If the praise should continue, so be it - even the lesser-known and lesser popular producers have brought forth their best beats for Game to spit on. Southern Dungeon Family production duo, Cool and Dre bring the inspirational “Hate It Or Love It”, while Jeff Bhasker makes a name for himself on the incredible title track, “The Documentary”, where Bhasker’s symphonic beat helps lend credibility to Game’s suggestions that this is indeed a classic record. Towards the end, the album winds down with smoother selections such as the Nate Dogg hooked pair “Where I’m From” (prod. Focus) and “Special” (prod. Needlz). Paired with sincere letters to his girl (“Don’t Worry” feat. Mary J. Blige, produced by Dr. Dre) and his newborn son (“Like Father Like Son” featuring Busta Rhymes, produced by Buckwild), the album closes on a somewhat emotional note, as both guests do their parts perfectly with the respective hooks.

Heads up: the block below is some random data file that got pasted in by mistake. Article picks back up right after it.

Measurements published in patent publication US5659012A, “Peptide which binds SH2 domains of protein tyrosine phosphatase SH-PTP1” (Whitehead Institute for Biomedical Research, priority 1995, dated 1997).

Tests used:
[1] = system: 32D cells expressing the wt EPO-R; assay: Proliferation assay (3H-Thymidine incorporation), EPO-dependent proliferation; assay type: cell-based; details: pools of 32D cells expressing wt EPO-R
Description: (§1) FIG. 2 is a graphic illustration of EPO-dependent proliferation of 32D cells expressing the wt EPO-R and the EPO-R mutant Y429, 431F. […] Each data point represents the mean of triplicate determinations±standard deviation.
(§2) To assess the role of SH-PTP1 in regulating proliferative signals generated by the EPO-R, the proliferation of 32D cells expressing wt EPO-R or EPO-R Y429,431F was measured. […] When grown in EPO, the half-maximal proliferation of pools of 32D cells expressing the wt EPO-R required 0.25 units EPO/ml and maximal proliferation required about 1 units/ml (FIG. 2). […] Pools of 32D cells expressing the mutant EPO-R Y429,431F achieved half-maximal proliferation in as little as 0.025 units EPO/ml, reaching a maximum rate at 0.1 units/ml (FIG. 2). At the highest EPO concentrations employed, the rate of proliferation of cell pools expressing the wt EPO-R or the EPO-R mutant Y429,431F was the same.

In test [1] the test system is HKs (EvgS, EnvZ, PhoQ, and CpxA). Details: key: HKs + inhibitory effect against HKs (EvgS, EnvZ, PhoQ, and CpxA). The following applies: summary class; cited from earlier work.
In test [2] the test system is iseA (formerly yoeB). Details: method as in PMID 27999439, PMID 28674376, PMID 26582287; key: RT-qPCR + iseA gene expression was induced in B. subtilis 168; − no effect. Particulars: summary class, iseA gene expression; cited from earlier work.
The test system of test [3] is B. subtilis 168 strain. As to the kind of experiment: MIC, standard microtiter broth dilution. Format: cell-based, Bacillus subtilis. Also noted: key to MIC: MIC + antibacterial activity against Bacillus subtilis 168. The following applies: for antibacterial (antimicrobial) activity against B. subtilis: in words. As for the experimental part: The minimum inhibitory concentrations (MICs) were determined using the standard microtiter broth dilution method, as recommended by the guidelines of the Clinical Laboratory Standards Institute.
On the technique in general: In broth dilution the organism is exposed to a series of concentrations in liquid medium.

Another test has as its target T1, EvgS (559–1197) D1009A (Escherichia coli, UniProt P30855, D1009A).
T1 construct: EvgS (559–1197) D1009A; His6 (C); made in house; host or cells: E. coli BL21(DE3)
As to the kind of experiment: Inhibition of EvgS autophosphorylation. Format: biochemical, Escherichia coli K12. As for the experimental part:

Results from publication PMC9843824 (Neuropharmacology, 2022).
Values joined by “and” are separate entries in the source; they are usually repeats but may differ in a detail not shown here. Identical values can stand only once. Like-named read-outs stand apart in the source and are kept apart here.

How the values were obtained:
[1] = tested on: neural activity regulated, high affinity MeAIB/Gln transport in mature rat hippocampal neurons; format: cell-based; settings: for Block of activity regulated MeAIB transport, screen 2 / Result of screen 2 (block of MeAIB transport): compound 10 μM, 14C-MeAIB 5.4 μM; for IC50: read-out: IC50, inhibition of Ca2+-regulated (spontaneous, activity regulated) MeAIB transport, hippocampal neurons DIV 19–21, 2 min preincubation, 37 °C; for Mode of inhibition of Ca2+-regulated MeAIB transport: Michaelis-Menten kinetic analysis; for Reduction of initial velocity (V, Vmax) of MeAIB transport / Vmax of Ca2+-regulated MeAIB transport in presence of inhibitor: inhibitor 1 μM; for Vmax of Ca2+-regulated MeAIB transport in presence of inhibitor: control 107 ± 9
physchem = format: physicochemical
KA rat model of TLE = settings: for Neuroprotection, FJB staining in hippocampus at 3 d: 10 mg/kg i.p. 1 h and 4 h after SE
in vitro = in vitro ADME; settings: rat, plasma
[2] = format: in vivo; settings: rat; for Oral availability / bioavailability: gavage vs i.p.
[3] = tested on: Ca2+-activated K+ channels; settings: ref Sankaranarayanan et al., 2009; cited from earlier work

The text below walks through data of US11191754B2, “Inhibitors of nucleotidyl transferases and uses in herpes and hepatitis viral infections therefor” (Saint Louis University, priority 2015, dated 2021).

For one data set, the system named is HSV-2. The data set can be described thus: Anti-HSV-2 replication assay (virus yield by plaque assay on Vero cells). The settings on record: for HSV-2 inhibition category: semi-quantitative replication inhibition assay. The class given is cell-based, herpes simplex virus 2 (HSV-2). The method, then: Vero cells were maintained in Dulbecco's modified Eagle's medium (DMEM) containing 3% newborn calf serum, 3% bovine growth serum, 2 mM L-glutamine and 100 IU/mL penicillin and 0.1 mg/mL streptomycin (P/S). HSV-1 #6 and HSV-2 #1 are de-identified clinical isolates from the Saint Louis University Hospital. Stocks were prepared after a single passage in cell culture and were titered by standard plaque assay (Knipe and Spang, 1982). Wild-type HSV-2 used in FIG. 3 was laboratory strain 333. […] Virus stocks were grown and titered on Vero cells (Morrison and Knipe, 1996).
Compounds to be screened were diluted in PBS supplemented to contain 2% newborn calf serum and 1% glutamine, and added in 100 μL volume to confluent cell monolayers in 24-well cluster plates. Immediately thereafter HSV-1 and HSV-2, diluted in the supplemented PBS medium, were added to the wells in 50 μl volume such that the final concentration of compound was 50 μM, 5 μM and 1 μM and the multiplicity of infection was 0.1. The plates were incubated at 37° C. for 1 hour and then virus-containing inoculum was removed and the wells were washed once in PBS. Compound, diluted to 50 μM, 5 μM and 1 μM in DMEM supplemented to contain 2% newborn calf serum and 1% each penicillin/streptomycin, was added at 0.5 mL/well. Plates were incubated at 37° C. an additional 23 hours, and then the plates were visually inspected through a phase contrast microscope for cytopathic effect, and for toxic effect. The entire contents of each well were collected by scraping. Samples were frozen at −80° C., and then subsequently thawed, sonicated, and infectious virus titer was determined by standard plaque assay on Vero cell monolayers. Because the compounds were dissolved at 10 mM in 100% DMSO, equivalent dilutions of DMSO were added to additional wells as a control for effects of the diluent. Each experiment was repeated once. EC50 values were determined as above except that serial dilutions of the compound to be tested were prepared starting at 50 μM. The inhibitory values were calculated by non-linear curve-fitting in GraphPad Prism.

While touting this album as a classic this early might be a bold move, for this critic it almost feels foolish not to. There simply isn’t a bad song on this record, and Game’s lyrical ability far outweighs his peers in G-Unit, not to mention most major-label emcees at the moment. This record truly has the best of both worlds - superiority in musical production, as well as intricate, intelligently penned lyrics that even the most underground of heads can appreciate (if they allow themselves to). The true test is time however, and while East Coast based publications possibly will front on this record (there’s one in Boston that definitely will), the people will undoubtedly embrace this new incarnation of N.W.A.